When asked by a co-commentator about his non-stop (and increasingly tedious) sledging of Alastair Cook, Warne replied “when someone asks my opinion, I give an honest answer.” That would be fair enough if it was even remotely true. Firstly, no one asked him. Much like the way his hero Ian Chappell used the media to belittle Kim Hughes in the hope that Rod Marsh would get the Australian captaincy, Warne is using the media to attack Cooke in order to support his mate Clarke (and of course to continue his lifelong love affair with tormenting the English). This is not a new tactic for Warne who has previously used the media to attack other players such as Murali’s bowling action. Secondly, when I think of Warne (and I try not to), the word “honest” does not spring to mind but rather I think of a convicted drug cheat who took money from Indian book makers. (Sorry Shane but I find it hard to believe that you took your mom’s diuretic so you would look thinner on TV rather than to dilute your urine to mask whatever you were taking to aid you’re recovery from a shoulder injury.) My point, and for once I have one, is that sledging Cooke and his team is a legitimate tactic so why pretend it is anything other than what it is. Could it be that even Channel 9 are a bit embarrassed at how partisan their coverage is? Just kidding – if Australia keeps on winning, it will just get worse.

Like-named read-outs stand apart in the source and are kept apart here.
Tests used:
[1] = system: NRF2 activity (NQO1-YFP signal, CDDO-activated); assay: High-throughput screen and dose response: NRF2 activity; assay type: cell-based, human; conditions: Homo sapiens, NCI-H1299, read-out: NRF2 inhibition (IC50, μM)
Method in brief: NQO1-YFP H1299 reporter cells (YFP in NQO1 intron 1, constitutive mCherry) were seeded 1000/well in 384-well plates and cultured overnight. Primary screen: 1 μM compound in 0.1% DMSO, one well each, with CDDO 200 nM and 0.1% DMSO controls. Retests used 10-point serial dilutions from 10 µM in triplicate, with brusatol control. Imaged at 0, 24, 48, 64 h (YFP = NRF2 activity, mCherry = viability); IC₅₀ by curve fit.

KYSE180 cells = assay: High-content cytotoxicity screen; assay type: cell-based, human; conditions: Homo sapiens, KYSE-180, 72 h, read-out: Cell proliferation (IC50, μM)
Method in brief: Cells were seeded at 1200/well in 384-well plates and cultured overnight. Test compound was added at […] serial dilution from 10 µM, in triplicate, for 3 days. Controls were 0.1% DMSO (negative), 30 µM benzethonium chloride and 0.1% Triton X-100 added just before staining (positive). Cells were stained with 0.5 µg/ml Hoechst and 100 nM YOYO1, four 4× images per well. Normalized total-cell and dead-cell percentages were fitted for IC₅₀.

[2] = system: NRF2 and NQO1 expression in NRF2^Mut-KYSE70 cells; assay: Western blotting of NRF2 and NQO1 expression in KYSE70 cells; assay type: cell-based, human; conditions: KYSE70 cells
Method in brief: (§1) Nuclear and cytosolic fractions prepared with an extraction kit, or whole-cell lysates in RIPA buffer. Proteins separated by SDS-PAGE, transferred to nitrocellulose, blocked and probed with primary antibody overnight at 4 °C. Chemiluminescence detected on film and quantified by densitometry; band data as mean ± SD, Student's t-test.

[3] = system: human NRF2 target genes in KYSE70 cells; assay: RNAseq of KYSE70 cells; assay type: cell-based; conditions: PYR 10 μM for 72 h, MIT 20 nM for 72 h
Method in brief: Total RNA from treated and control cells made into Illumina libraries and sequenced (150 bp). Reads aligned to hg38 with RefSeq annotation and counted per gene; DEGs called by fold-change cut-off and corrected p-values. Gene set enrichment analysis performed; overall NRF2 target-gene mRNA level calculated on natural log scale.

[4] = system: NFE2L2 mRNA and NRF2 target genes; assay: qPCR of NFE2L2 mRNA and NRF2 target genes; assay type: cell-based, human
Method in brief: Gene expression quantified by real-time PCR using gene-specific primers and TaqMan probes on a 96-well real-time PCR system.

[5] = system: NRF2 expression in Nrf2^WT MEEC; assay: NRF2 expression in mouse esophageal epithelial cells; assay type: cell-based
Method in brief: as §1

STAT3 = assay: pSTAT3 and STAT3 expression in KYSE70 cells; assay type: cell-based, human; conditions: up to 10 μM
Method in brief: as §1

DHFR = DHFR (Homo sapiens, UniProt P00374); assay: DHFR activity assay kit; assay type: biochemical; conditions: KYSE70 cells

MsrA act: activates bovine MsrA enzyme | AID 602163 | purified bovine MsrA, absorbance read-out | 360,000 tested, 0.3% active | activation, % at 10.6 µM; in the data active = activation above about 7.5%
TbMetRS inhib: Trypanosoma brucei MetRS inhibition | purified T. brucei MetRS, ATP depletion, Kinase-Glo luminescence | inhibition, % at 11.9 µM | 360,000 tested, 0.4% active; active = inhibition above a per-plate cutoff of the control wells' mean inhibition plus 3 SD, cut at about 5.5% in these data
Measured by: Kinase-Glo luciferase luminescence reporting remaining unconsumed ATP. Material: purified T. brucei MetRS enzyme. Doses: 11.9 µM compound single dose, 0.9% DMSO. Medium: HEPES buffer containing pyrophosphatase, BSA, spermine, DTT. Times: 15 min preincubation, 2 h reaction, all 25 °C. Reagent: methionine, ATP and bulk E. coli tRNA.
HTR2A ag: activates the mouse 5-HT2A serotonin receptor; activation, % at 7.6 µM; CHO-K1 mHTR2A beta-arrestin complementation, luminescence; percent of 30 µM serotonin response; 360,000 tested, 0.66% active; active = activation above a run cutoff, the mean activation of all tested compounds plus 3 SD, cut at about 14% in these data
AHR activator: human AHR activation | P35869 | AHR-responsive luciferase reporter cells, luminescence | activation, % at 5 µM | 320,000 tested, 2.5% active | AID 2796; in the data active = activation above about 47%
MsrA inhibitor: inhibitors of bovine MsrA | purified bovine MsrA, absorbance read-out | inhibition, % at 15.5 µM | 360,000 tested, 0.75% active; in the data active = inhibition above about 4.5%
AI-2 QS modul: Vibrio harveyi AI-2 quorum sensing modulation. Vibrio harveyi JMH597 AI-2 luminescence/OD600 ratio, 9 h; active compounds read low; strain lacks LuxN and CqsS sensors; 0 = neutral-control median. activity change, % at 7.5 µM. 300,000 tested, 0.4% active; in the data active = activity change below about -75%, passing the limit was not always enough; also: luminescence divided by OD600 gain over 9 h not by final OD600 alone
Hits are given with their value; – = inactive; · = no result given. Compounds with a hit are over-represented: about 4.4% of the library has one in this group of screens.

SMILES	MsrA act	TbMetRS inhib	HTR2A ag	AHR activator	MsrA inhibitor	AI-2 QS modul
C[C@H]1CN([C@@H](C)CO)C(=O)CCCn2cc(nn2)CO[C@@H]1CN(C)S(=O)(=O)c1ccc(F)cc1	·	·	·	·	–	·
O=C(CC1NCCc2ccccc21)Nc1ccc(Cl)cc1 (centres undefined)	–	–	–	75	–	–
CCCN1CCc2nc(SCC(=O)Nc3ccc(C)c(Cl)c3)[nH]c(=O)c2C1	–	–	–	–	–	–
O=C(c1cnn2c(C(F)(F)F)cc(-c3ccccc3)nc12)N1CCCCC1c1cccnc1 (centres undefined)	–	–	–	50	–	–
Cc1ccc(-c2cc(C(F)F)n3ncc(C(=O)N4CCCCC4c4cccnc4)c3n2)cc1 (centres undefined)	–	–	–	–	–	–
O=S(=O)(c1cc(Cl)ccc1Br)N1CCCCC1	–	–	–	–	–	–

• Warne is certainly an interesting phenomenon to consider. Even though he tormented my team for, what, fifteen years, I couldn’t help but admire and even like him. He had a force in him which was simply irresistible. It was easy to put his team-mates’ dislike of him down to envy. Even in a team of legends he was the brightest star in the sky.